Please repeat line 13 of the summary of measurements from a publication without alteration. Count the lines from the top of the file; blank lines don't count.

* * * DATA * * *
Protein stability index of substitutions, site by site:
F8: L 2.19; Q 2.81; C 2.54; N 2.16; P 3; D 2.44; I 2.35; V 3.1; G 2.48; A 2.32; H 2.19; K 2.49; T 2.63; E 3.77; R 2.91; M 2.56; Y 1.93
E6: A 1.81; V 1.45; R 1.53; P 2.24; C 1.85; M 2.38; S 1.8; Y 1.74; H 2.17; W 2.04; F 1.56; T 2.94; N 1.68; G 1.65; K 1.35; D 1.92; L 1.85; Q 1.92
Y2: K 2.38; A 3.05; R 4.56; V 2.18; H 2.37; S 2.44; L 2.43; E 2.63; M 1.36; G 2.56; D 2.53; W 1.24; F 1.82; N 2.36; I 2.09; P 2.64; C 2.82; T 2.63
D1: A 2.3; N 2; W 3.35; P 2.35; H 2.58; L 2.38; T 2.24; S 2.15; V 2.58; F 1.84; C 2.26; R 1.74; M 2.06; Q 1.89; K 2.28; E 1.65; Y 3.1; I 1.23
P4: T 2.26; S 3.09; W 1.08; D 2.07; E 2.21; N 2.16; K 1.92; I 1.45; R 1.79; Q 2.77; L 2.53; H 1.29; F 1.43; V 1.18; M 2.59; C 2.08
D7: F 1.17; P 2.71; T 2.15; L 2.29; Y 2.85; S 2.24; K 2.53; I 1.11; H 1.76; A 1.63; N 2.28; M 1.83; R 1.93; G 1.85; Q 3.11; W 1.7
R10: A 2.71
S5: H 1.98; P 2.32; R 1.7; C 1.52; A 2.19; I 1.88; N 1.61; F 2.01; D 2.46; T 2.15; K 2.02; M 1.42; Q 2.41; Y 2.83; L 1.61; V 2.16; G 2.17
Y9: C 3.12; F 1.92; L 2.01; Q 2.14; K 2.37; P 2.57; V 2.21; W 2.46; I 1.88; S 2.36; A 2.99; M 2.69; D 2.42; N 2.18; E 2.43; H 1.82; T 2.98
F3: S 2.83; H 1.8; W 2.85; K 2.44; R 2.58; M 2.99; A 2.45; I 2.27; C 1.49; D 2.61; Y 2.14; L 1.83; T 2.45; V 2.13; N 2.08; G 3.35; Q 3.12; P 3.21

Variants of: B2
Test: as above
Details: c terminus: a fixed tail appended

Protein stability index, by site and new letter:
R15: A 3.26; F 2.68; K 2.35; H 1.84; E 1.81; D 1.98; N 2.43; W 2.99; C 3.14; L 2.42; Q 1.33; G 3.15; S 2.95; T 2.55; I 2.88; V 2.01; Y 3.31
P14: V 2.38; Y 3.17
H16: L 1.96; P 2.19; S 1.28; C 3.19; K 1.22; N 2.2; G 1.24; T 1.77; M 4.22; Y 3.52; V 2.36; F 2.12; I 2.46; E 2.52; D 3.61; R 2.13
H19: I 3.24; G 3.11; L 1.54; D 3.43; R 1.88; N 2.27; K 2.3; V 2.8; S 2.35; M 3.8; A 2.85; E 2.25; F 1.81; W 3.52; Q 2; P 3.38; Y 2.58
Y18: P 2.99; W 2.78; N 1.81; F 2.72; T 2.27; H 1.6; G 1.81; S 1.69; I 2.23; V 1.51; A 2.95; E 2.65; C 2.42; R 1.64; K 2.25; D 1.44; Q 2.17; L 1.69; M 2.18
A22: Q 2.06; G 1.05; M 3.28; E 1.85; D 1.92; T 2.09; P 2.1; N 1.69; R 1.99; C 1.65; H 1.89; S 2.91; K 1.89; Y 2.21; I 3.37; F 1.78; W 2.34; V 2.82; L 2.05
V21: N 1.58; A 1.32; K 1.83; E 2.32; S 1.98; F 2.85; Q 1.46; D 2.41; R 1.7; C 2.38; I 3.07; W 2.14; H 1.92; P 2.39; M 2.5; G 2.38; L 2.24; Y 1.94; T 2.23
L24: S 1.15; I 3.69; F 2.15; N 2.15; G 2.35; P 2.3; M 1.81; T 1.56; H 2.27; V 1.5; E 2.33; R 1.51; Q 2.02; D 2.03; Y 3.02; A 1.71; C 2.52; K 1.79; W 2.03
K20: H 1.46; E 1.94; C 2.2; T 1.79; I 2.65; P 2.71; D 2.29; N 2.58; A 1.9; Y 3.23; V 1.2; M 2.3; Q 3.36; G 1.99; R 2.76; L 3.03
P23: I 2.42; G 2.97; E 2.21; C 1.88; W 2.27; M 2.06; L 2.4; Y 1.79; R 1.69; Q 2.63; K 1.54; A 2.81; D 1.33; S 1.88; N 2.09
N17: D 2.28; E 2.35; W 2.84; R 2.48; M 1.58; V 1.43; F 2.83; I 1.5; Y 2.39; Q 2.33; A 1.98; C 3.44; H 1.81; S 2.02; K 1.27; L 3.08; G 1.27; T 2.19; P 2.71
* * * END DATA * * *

Test: as above